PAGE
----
how is psoriasis treated?
There is no cure for psoriasis, which means that we cannot give a single treatment to make it go away forever. However, there are many treatments that are highly effective, and most patients can achieve ‘normal-looking’ skin. Psoriasis does not scar but can leave post-inflammatory pigmentation.
There are a variety of treatments for psoriasis, which come in different forms. A GP or dermatologist will recommend the treatment that is best for you.
Treatment of psoriasis starts with avoiding the triggers that can make it worse, such as:
- Stress can cause psoriasis to flare up for the first time or can aggravate existing psoriasis.
- Damage to the skin can cause psoriasis to appear in these areas. Examples include sunburn, cuts, and scratches.
- Medications can worsen psoriasis, including lithium, antimalarial drugs, certain heart medications (‘beta-blockers’), some anti-inflammatory drugs, and some blood pressure medications.
- Infections by bacteria and certain viruses can trigger psoriasis for the first time or aggravate existing disease.
- Changes in hormones, such as in pregnancy, can cause changes in psoriasis severity.
- Smoking increases the risk of developing psoriasis and its severity.
Topical treatments are those applied directly to the skin.
- Moisturisers (emollients) help to reduce the build-up of scale and itch. They may also help increase the effectiveness of other topical treatments.
- Steroid (cortisone) creams, ointments, gels, lotions and shampoos come in a variety of strengths and help reduce inflammation, thickness, and scale.
- Vitamin D analogue (Calcipotriol) preparations are available as topical treatments, combined with steroid in the form of gels, ointments and foam spray. Calcipotriol and steroid combination treatment is effective in reducing inflammation, thickness and scale.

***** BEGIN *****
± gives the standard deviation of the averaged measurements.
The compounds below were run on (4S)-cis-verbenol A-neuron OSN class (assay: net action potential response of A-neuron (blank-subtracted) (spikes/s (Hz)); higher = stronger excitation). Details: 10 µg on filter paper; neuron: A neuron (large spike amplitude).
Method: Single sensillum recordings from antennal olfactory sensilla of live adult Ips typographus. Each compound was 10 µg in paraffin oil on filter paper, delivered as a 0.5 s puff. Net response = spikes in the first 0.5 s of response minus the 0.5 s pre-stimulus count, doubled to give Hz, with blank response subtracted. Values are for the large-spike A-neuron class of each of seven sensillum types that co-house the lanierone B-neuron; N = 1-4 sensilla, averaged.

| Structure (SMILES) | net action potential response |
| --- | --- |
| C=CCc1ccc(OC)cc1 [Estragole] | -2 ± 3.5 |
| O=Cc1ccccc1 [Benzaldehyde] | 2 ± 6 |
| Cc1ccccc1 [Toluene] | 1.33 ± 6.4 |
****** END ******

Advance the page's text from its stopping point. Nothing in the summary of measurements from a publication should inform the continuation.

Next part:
- Tar-based soaps, bath oils, shampoos and creams can help reduce inflammation, itch and scale. Some may be mixed with a weak acid to help dissolve scale.
Phototherapy or ultraviolet (UV) therapy mimics the beneficial effect of sunlight on psoriasis. There are two types:
- Narrow-band UVB is the more commonly used form of phototherapy. Patients usually visit a treatment centre with a UV machine two to three times per week for a treatment course of two to three months.
- Psoralen and UVA (PUVA) combines psoralen (a treatment that makes the skin more sensitive to light) in either a tablet, ointment or bath form with UVA light. Availability is limited.
There are also several treatments taken by mouth, which are mainly used when topical treatments have failed or when there is a large amount of skin affected:
- Methotrexate is the most commonly prescribed oral treatment for psoriasis. It is given weekly as a tablet and works by suppressing and modulating the immune system. It is also available as an injection. Methotrexate can be useful in both psoriasis of the skin and joints.
- Acitretin is a type of vitamin A, which works by slowing down how fast the skin replaces itself, which reduces thickness and scale. Acitretin is sometimes used in combination with phototherapy (ultraviolet light therapy). Acitretin can cause birth defects and hence is not used in women of child-bearing age.
- Cyclosporin is a medication which suppresses the immune system and is used for short periods of time for severe psoriasis.
- Apremilast is a medication that modulates the immune system. It is taken by mouth. Sometimes it may cause gastrointestinal side effects or mood changes. It is available for patients who cannot tolerate, or who have not responded to, methotrexate treatment.
Biologics are the most recently developed treatments for psoriasis. These treatments are given as injections, which can be self-administered, at specified intervals.
Biologic treatments work by blocking specific pathways of the immune system in a targeted way. Biologic treatments are often very effective in treating psoriasis; however, they are not curative and are long-term, ongoing treatments.
Because they are newer treatments, some of the effects of long-term treatment are still being studied, and they are only used where other treatments have failed. PBS Australia has strict criteria that must be met before biologics can be prescribed by a dermatologist.
Want to learn more about psoriasis? Check out our Psoriasis Awareness Hub